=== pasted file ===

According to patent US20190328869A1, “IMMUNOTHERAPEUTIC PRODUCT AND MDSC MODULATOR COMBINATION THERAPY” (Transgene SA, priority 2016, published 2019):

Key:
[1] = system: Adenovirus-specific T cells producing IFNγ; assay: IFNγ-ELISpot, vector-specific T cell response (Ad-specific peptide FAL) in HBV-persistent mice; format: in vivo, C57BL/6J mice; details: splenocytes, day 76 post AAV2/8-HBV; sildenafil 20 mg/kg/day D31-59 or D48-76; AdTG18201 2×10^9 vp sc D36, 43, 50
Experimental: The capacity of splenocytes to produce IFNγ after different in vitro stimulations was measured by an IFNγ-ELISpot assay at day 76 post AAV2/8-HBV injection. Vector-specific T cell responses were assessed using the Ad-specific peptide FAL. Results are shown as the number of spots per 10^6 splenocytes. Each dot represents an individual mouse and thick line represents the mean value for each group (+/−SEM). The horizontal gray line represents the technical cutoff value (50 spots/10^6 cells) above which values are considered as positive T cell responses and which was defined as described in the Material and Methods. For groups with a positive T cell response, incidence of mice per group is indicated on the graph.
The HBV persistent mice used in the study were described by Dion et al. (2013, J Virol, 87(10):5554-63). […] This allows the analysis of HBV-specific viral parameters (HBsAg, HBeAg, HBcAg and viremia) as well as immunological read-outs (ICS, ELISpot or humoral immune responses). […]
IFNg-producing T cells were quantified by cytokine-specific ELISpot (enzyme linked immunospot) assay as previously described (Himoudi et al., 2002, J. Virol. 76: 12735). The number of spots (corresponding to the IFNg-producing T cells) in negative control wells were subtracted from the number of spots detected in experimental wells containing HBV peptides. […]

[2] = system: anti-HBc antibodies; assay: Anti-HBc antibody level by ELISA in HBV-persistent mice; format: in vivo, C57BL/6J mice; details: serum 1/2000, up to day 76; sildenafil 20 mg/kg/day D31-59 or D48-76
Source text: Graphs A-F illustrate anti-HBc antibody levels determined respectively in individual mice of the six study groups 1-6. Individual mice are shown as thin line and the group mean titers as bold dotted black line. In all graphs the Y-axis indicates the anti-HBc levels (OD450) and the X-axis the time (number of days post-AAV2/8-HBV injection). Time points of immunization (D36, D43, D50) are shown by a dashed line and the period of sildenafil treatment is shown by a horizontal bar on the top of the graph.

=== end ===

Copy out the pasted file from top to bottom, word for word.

According to patent US20190328869A1, “IMMUNOTHERAPEUTIC PRODUCT AND MDSC MODULATOR COMBINATION THERAPY” (Transgene SA, priority 2016, published 2019):

Key:
[1] = system: Adenovirus-specific T cells producing IFNγ; assay: IFNγ-ELISpot, vector-specific T cell response (Ad-specific peptide FAL) in HBV-persistent mice; format: in vivo, C57BL/6J mice; details: splenocytes, day 76 post AAV2/8-HBV; sildenafil 20 mg/kg/day D31-59 or D48-76; AdTG18201 2×10^9 vp sc D36, 43, 50
Experimental: The capacity of splenocytes to produce IFNγ after different in vitro stimulations was measured by an IFNγ-ELISpot assay at day 76 post AAV2/8-HBV injection. Vector-specific T cell responses were assessed using the Ad-specific peptide FAL. Results are shown as the number of spots per 10^6 splenocytes. Each dot represents an individual mouse and thick line represents the mean value for each group (+/−SEM). The horizontal gray line represents the technical cutoff value (50 spots/10^6 cells) above which values are considered as positive T cell responses and which was defined as described in the Material and Methods. For groups with a positive T cell response, incidence of mice per group is indicated on the graph.
The HBV persistent mice used in the study were described by Dion et al. (2013, J Virol, 87(10):5554-63). […] This allows the analysis of HBV-specific viral parameters (HBsAg, HBeAg, HBcAg and viremia) as well as immunological read-outs (ICS, ELISpot or humoral immune responses). […]
IFNg-producing T cells were quantified by cytokine-specific ELISpot (enzyme linked immunospot) assay as previously described (Himoudi et al., 2002, J. Virol. 76: 12735). The number of spots (corresponding to the IFNg-producing T cells) in negative control wells were subtracted from the number of spots detected in experimental wells containing HBV peptides. […]

[2] = system: anti-HBc antibodies; assay: Anti-HBc antibody level by ELISA in HBV-persistent mice; format: in vivo, C57BL/6J mice; details: serum 1/2000, up to day 76; sildenafil 20 mg/kg/day D31-59 or D48-76
Source text: Graphs A-F illustrate anti-HBc antibody levels determined respectively in individual mice of the six study groups 1-6. Individual mice are shown as thin line and the group mean titers as bold dotted black line. In all graphs the Y-axis indicates the anti-HBc levels (OD450) and the X-axis the time (number of days post-AAV2/8-HBV injection). Time points of immunization (D36, D43, D50) are shown by a dashed line and the period of sildenafil treatment is shown by a horizontal bar on the top of the graph.